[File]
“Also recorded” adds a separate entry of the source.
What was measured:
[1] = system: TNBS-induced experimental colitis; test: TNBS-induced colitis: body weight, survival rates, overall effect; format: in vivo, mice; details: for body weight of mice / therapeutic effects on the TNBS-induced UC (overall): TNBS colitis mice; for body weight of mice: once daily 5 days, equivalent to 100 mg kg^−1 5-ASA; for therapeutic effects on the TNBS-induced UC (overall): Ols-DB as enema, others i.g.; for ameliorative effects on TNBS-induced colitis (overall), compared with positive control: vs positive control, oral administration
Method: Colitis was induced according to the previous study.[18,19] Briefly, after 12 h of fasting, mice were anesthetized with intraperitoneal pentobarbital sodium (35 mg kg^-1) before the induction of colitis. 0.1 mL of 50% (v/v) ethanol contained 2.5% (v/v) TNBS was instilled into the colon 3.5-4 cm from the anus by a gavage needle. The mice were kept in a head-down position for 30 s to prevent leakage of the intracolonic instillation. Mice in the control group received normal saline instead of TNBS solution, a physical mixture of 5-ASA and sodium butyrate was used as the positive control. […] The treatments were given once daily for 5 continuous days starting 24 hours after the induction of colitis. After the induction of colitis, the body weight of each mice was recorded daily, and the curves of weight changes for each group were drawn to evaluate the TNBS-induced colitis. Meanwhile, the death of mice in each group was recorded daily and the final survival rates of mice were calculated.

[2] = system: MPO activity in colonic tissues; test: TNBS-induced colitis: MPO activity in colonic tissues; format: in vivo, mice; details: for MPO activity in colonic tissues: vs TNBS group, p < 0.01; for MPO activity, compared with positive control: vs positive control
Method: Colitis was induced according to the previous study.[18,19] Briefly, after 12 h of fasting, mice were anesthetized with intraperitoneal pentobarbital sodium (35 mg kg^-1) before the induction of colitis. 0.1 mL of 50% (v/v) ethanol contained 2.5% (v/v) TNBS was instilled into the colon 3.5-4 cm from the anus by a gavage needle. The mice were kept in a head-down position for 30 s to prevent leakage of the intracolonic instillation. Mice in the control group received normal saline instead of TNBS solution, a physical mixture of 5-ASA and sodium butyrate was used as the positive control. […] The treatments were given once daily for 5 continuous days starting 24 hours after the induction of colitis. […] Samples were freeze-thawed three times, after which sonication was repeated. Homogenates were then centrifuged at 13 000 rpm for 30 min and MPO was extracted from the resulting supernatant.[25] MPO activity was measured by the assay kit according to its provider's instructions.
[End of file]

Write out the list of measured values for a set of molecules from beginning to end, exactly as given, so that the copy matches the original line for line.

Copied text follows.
“Also recorded” adds a separate entry of the source.
What was measured:
[1] = system: TNBS-induced experimental colitis; test: TNBS-induced colitis: body weight, survival rates, overall effect; format: in vivo, mice; details: for body weight of mice / therapeutic effects on the TNBS-induced UC (overall): TNBS colitis mice; for body weight of mice: once daily 5 days, equivalent to 100 mg kg^−1 5-ASA; for therapeutic effects on the TNBS-induced UC (overall): Ols-DB as enema, others i.g.; for ameliorative effects on TNBS-induced colitis (overall), compared with positive control: vs positive control, oral administration
Method: Colitis was induced according to the previous study.[18,19] Briefly, after 12 h of fasting, mice were anesthetized with intraperitoneal pentobarbital sodium (35 mg kg^-1) before the induction of colitis. 0.1 mL of 50% (v/v) ethanol contained 2.5% (v/v) TNBS was instilled into the colon 3.5-4 cm from the anus by a gavage needle. The mice were kept in a head-down position for 30 s to prevent leakage of the intracolonic instillation. Mice in the control group received normal saline instead of TNBS solution, a physical mixture of 5-ASA and sodium butyrate was used as the positive control. […] The treatments were given once daily for 5 continuous days starting 24 hours after the induction of colitis. After the induction of colitis, the body weight of each mice was recorded daily, and the curves of weight changes for each group were drawn to evaluate the TNBS-induced colitis. Meanwhile, the death of mice in each group was recorded daily and the final survival rates of mice were calculated.

[2] = system: MPO activity in colonic tissues; test: TNBS-induced colitis: MPO activity in colonic tissues; format: in vivo, mice; details: for MPO activity in colonic tissues: vs TNBS group, p < 0.01; for MPO activity, compared with positive control: vs positive control
Method: Colitis was induced according to the previous study.[18,19] Briefly, after 12 h of fasting, mice were anesthetized with intraperitoneal pentobarbital sodium (35 mg kg^-1) before the induction of colitis. 0.1 mL of 50% (v/v) ethanol contained 2.5% (v/v) TNBS was instilled into the colon 3.5-4 cm from the anus by a gavage needle. The mice were kept in a head-down position for 30 s to prevent leakage of the intracolonic instillation. Mice in the control group received normal saline instead of TNBS solution, a physical mixture of 5-ASA and sodium butyrate was used as the positive control. […] The treatments were given once daily for 5 continuous days starting 24 hours after the induction of colitis. […] Samples were freeze-thawed three times, after which sonication was repeated. Homogenates were then centrifuged at 13 000 rpm for 30 min and MPO was extracted from the resulting supernatant.[25] MPO activity was measured by the assay kit according to its provider's instructions.